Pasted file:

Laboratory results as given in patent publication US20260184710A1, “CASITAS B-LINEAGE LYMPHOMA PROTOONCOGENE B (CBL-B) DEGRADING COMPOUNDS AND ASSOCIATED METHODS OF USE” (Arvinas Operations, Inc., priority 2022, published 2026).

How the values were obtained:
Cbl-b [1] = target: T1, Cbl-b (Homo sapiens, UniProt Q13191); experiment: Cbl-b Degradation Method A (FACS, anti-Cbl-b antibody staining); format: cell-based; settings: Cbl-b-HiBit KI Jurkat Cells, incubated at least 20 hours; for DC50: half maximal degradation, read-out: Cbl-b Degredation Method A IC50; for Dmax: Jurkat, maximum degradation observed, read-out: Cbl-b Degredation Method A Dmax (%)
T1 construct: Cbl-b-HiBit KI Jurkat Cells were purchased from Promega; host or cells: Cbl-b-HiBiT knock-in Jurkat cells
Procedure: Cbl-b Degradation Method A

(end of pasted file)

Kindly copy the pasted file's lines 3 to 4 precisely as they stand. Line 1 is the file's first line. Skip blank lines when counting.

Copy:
Cbl-b [1] = target: T1, Cbl-b (Homo sapiens, UniProt Q13191); experiment: Cbl-b Degradation Method A (FACS, anti-Cbl-b antibody staining); format: cell-based; settings: Cbl-b-HiBit KI Jurkat Cells, incubated at least 20 hours; for DC50: half maximal degradation, read-out: Cbl-b Degredation Method A IC50; for Dmax: Jurkat, maximum degradation observed, read-out: Cbl-b Degredation Method A Dmax (%)
T1 construct: Cbl-b-HiBit KI Jurkat Cells were purchased from Promega; host or cells: Cbl-b-HiBiT knock-in Jurkat cells